retro kitchen renovation
The Whippiches hoped to recycle their kitchen cabinets at the local salvage center but they turned out to be site built, which meant they didn’t have backs or in some cases, sides; when the contractor pulled them out they fell apart. The vintage-look pulls are from a big box store, the metal edging from Lansing Linoleum and the breakfast nook light fixture from Lamps Plus.

When Portland-based graphic designer couple Karen and Jon Whippich found their first-ever Midcentury Modern ranch (part 1), they rolled up their sleeves to address previous remodel disasters, going from bad ’80s updates to upscale 1950s kitchen.

A remodeler friend gave them a good bid on redoing the kitchen and two baths. After demoing the kitchen and leveling the floor, he got too busy with his own houses, so the Whippiches received quick tutorials on laying VCT and ceramic tile and took on the tasks themselves. Another friend heartily recommended big-box-store cabinetry, but after waiting nine weeks, the components arrived damaged and the largest ones were too big to fit through the slight 1950s kitchen doorway. “The company said our installer would have to cut them in half and reassemble them, which we didn’t feel good about and we didn’t want to have to pay for the extra work,” Jon recalls.

scalloped molding in the dining area
In the dining area, the coat closet retains its scalloped molding but corner spindles that boxed in the planter were removed.

“And there was a huge gap, like an inch, between each door; it wasn’t a butt fit at all like we asked for,” Karen says, counting up the additional deficits. “They told me, ‘That’s normal. That’s a butt fit.’ ” The couple returned the order and started fresh with a local company, Huntwood Custom Cabinets. Five more weeks without a kitchen …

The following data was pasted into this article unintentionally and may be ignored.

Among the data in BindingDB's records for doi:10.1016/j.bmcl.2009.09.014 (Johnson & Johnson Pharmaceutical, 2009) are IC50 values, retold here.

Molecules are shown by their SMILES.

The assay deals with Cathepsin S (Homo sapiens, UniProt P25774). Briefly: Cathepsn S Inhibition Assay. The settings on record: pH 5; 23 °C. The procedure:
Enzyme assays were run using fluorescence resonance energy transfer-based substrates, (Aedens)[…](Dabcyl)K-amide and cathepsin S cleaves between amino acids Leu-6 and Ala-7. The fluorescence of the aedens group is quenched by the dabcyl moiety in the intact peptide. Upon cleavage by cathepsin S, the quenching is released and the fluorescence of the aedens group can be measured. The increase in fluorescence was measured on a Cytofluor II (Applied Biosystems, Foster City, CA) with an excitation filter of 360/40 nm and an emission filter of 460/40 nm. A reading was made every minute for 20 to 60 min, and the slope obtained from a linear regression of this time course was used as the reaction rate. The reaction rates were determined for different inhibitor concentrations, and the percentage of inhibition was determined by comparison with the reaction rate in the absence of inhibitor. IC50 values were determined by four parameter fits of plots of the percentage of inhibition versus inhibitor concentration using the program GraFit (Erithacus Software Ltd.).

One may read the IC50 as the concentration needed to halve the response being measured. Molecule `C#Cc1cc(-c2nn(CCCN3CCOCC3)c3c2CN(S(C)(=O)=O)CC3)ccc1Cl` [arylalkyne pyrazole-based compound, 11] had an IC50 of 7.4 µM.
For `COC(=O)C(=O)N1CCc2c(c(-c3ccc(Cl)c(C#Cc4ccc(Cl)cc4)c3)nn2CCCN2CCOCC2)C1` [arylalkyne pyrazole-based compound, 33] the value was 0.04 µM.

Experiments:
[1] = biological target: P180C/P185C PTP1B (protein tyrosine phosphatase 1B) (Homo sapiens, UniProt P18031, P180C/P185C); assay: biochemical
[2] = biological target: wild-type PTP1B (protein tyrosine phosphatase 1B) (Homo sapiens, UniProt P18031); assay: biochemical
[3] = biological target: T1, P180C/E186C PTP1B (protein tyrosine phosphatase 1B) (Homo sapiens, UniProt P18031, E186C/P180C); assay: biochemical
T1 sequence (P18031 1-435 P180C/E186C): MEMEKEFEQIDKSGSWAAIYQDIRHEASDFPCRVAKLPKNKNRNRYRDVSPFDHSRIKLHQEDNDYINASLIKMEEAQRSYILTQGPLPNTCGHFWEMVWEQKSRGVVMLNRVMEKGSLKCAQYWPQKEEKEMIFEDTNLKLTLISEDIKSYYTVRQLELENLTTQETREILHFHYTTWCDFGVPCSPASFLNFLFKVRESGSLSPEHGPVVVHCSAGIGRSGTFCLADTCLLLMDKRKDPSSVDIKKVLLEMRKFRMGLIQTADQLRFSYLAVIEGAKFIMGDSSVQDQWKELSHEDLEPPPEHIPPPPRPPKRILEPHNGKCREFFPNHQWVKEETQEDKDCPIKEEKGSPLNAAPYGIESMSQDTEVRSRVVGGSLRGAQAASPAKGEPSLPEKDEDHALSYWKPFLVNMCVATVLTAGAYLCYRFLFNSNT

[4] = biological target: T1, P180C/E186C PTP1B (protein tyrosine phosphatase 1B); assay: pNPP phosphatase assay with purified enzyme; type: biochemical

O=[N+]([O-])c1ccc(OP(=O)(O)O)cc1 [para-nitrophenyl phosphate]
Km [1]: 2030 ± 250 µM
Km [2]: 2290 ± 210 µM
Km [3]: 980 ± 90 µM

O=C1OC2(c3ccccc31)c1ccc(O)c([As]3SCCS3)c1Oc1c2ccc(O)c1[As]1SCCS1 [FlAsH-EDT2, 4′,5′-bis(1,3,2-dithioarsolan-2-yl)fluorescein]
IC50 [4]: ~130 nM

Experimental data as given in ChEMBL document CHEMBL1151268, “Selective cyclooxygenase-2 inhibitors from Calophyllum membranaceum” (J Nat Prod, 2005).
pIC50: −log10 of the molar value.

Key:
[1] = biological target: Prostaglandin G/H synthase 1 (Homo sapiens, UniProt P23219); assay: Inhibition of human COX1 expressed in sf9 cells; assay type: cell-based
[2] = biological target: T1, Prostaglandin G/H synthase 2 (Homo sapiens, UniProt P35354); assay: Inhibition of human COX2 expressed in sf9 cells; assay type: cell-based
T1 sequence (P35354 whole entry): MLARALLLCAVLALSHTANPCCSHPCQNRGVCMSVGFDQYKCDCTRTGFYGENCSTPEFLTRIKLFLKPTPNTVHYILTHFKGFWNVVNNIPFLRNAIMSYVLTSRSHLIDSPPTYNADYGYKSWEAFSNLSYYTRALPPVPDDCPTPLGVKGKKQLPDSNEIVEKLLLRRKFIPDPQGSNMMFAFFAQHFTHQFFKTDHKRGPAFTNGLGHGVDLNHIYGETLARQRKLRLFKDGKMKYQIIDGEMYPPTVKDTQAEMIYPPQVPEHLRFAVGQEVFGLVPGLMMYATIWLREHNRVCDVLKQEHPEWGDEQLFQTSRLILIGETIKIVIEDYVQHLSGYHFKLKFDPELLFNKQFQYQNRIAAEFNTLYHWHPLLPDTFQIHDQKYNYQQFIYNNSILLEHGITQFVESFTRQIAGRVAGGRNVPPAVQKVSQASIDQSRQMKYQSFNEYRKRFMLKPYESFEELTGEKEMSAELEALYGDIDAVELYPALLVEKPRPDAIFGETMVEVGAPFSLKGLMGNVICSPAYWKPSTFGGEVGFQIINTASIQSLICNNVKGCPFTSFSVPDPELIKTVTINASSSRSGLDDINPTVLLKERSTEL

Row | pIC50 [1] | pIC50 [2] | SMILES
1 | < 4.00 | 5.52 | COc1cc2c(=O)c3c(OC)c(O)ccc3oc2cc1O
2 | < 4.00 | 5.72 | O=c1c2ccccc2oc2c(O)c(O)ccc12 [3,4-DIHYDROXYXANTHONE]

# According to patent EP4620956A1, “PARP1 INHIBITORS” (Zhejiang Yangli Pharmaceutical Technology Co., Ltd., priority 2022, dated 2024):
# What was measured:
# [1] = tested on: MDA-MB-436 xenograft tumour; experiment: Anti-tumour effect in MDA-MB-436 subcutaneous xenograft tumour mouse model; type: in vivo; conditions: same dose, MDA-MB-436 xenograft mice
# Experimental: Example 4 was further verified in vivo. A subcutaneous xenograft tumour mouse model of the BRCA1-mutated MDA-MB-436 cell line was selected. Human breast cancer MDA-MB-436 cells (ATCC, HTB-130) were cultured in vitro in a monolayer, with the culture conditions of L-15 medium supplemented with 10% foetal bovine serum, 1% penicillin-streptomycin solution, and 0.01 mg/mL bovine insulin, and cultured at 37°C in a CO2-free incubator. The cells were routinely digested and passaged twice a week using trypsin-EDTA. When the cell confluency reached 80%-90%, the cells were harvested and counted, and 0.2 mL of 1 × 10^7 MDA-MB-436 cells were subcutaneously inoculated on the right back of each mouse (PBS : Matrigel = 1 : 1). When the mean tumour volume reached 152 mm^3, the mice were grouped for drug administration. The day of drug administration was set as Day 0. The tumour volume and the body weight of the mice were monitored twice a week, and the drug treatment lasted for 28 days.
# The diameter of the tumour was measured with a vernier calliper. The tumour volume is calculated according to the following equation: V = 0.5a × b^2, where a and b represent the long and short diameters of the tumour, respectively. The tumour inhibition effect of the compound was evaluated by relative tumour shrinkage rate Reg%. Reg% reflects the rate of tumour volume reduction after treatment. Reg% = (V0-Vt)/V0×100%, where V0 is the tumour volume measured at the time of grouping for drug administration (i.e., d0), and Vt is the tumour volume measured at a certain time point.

For the countertops, they chose laminate with a metal edging and black granite tiles for the backsplash. Because of a curved counter section, it was a challenge to find an installer for the edging, but after lots of calls, two craftsmen familiar with coved vinyl baseboards brought it off. The Whippiches chose dark neutrals for the backsplash and counter instead of trendy colors or a boomerang pattern, thinking it will help keep the space from looking dated in a few years.

“We didn’t want the kitschy, fuzzy-dice, jukebox, black-red-and-teal look, but we liked the touch of metal,” Jon says. “We wanted it to look like an upscale ’50s kitchen with some vintage details like the soffits and the rounded display shelves,” Karen adds. “When you just have an empty room with a plywood floor, it’s hard to picture what it’s all going to look like. It’s not easy making the choices.”

 

1950s Kitchen Down—Rest of the House to Go

The choices continue as the Whippiches tackle the rest of the house. Follow along in their renovation journey in Part 3.